I had come to the hilltop city of Altamura in southeastern Italy for a working vacation. It turned out to provide more historical and cultural enrichment than a month of guided tours.
I would be working with the grass-roots nonprofit organization Sinergie, a group of young Altamurans — archeologists, artists and musicians — dedicated to revitalizing historic sites in Puglia, a province on the Adriatic coast.
The group, with government and museum backing, sponsors cultural exchanges. Volunteers travel to Altamura to work on restoration projects, paying a minimal fee of $630 for 12 days in return for room, board and occasional sightseeing and educational tours.
The group's first international working camp, Eutropia, was formed in 1995 and brought together dozens of volunteers from many parts of the world. Camps have been conducted twice yearly since. I attended a 12-day July session two years ago.
Much of the Puglia region, like neighboring Basilicata, is pockmarked with caves formed in the porous rock strata known as tufo beneath the gently rolling farmland that extends down into the heel of the boot that is Italy. Under the softer tufo lies hardened limestone that formed about 2 million years ago and provided paving and building blocks for the hilltop cities and fortified farms in ancient and medieval times.
One of our group's field trips was to nearby Matera, where over the centuries, houses were built atop caves originally inhabited during prehistoric times. Today, Matera has more than 100 rock-hewn churches.
Many of the region's caves were used for shelter and later became burial places or were used through the centuries for storage or religious purposes. Early Christian frescoes, deteriorating from the salt and moisture in the soil, can still be seen in some of them. The ravages of time and neglect also have left many majestic farm structures and fortifications crumbling.
My fellow Eutropians hailed mainly from Europe, trickling in over a 24-hour period from various places. There were 17 men and women from the Netherlands, England, Scotland, France, Germany, Slovakia and Sweden, and eight from the U.S. We were multinational and multigenerational.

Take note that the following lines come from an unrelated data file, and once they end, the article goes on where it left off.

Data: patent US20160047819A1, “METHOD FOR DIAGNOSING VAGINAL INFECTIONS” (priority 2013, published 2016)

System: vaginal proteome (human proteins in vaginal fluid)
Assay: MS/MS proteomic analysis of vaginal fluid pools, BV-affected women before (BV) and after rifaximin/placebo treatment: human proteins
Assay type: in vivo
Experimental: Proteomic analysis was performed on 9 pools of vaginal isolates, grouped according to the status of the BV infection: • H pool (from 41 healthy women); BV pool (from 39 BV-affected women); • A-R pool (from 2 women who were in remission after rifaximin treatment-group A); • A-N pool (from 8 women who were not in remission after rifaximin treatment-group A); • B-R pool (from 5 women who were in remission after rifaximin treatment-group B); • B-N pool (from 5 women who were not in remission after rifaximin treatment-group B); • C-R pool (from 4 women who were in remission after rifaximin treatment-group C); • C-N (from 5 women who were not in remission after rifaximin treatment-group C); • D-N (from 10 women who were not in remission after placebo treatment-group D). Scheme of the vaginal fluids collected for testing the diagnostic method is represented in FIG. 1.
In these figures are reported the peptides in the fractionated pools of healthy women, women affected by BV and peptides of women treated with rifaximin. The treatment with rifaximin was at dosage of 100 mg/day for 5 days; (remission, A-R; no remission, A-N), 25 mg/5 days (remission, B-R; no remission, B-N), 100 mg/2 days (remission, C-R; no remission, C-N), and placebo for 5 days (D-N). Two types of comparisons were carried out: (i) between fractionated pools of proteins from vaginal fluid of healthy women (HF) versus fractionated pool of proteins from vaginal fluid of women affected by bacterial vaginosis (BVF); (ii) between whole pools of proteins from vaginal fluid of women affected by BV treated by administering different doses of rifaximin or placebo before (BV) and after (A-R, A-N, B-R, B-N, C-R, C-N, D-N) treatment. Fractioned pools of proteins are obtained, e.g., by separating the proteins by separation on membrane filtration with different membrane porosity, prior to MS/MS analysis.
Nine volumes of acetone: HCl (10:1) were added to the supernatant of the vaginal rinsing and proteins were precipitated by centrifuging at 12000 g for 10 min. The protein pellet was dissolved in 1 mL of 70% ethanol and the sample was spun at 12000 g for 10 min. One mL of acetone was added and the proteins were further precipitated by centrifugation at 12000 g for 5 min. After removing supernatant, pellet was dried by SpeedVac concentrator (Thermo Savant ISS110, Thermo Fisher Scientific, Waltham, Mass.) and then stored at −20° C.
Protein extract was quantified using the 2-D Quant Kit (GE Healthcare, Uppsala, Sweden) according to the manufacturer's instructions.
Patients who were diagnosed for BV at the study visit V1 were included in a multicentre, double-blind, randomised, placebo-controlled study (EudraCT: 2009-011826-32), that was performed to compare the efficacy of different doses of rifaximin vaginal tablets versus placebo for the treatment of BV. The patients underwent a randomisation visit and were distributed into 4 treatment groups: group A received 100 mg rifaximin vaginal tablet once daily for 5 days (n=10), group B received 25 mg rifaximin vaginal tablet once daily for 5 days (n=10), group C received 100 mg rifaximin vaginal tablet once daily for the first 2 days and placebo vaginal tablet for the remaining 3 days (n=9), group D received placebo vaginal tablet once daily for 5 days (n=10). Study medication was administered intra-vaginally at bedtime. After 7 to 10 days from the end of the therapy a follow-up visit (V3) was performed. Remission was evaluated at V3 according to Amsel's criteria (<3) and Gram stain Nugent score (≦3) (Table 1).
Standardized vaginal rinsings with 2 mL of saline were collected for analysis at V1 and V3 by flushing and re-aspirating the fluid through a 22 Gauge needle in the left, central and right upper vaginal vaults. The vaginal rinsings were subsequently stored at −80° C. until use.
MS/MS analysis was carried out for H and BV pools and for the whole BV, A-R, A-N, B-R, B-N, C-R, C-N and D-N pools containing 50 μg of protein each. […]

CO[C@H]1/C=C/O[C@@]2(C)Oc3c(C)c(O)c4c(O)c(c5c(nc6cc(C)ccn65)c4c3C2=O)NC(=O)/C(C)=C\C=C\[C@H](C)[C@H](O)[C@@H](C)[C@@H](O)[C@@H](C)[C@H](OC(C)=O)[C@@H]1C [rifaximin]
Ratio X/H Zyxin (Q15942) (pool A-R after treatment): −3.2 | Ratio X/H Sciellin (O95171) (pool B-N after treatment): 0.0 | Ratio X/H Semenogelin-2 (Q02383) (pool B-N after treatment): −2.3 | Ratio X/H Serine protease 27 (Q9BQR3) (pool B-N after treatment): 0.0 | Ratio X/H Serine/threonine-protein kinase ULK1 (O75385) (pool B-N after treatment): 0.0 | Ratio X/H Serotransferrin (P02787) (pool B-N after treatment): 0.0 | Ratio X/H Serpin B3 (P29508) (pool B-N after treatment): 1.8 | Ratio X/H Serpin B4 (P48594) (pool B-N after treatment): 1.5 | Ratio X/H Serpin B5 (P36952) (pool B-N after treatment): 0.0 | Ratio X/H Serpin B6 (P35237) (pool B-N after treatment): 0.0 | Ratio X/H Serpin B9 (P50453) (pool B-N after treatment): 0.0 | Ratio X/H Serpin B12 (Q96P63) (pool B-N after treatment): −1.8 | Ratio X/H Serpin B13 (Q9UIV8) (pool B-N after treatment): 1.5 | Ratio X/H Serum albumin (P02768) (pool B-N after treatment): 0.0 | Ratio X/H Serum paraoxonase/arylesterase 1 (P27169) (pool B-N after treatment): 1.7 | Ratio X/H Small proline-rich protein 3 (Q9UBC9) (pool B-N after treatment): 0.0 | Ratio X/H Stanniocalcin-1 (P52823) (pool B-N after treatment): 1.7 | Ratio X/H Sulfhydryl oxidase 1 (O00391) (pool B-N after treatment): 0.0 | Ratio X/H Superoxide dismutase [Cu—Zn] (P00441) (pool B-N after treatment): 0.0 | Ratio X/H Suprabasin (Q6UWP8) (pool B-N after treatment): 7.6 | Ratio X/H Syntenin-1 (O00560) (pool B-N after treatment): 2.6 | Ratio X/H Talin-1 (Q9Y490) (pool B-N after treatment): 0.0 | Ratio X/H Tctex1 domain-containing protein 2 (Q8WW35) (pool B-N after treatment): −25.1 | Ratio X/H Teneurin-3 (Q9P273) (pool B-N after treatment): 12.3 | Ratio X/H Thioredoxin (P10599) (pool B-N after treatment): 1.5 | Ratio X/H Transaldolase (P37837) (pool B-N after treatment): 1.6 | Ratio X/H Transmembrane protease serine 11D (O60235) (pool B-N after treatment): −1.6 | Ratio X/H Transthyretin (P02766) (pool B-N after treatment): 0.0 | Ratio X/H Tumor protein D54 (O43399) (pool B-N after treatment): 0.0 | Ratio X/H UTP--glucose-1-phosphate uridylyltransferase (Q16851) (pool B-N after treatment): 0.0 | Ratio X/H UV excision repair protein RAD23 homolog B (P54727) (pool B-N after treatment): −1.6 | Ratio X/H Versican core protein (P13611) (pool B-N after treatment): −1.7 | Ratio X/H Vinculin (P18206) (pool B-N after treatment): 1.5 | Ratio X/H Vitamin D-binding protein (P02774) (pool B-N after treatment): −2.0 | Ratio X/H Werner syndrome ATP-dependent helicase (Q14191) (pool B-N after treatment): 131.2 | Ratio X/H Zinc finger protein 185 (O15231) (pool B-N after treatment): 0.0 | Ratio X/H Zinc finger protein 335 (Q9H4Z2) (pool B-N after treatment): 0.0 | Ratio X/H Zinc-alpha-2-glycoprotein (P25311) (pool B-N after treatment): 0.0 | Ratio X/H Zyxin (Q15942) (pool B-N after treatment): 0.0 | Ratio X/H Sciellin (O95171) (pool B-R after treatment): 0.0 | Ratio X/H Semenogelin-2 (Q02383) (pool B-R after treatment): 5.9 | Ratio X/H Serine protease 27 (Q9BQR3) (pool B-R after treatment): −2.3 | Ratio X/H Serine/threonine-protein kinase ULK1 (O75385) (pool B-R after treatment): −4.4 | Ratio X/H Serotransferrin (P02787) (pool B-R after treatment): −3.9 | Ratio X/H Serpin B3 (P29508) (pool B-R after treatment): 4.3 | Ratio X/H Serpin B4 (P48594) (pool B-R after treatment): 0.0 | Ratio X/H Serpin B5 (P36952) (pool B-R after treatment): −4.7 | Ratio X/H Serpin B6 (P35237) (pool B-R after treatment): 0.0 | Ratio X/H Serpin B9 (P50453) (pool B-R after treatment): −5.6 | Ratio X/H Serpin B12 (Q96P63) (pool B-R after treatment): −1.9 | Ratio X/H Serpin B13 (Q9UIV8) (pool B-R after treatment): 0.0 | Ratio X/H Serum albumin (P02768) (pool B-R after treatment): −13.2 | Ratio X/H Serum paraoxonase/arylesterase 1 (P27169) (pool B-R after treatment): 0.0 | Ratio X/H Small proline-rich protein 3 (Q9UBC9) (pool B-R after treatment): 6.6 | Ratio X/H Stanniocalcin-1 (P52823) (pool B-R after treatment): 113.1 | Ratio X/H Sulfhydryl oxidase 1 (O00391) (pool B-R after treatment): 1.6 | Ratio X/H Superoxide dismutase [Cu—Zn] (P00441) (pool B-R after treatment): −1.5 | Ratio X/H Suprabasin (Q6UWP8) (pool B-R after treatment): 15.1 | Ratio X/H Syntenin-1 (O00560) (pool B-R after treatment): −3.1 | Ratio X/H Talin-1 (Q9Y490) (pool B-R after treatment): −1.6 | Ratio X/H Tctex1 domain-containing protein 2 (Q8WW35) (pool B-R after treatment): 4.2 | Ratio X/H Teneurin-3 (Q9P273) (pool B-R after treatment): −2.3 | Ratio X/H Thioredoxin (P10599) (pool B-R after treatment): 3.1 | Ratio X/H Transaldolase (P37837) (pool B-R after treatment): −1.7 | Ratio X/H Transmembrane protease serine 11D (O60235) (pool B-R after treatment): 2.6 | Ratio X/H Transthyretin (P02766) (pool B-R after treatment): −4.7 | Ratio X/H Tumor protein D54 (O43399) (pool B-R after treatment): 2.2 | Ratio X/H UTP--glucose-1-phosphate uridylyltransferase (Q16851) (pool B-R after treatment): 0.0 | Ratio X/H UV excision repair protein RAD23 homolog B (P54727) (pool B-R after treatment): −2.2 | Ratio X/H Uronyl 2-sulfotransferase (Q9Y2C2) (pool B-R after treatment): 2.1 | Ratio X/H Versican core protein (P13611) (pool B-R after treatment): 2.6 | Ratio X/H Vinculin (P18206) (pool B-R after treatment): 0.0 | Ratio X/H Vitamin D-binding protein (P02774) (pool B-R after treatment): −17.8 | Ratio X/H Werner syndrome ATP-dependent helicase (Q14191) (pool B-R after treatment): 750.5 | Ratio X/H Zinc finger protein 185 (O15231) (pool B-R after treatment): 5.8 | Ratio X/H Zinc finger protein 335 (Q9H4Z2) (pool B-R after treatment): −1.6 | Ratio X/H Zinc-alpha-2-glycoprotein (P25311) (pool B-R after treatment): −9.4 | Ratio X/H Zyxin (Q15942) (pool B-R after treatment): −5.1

At 77, I was by far the senior member. Shona McLaren, a 17-year-old from Edinburgh, Scotland, was the youngest. A variety of native tongues was represented, with English our common language, much to the relief of us provincial Americans.
We were assigned rooms in groups of two or three, divided by gender. Cappuccini has been updated with modern facilities, so it was much like living in a coed dormitory. We ate together in the large dining hall on the main floor. Everyone took turns helping to prepare and clean up after meals supervised by no-nonsense cook Lucia.
On our first morning, Tonio Creanza, the project director, and geologist Giovanni Ragone, our team leader, outlined our 12-day program. Activities were divided between work sessions and free time, which included conducted tours and occasional evening parties.
Some days, we would have a work session in the morning; other days, in the afternoon. On two of the days, work camps were scheduled morning and afternoon, with lunch brought to the site. Some days, no work was scheduled, and we were on our own. But every day included a two- to three-hour after-lunch siesta.
The first day, we visited our project: Masseria Jesce (the Jesce farmhouse), about six miles from Altamura, which once was a medieval agricultural center. The massive stone structure, fortified to defend the surrounding countryside, was built in stages between 1400 and 1550. Nearby, a modern highway follows the route of the Roman Via Appia, the ancient trade route leading to Brindisi, port of departure to Greece and the eastern Mediterranean.
Masseria Jesce and the surrounding property are owned by the city of Altamura, which values its archeological significance not only for its place in history, but also for its tourism potential. The restored structure, courtyards and frescoed caves could be useful for housing seminars, exhibitions and festivals.
The work begins
WHEN we started work at Jesce, we were loosely divided into groups with specific tasks: rebuilding a rock wall, digging out an overgrown yard enclosure, shoring up an ancient cistern, cleaning and rebuilding a stone goat house. This was pick-and-shovel, sledgehammer and wheelbarrow work.
Team leader Ragone emphasized that no one was keeping score; there were no time cards. If you didn't like what you were doing, you could do something else or do nothing. But given the hard work everyone else was doing, I never felt completely comfortable sitting down — even when I was pooped.
Nevertheless, I was pleased when project director Creanza called me aside a couple of days later and said he had a special assignment for me. Because I had been studying sculpture for the last three years, Creanza asked whether I would sculpt a couple of pieces out of tufo to be mounted on the twin stone gateposts at the entrance to the masseria. He said I could fashion them any way I chose as long as they were in keeping with the style and time period of Jesce.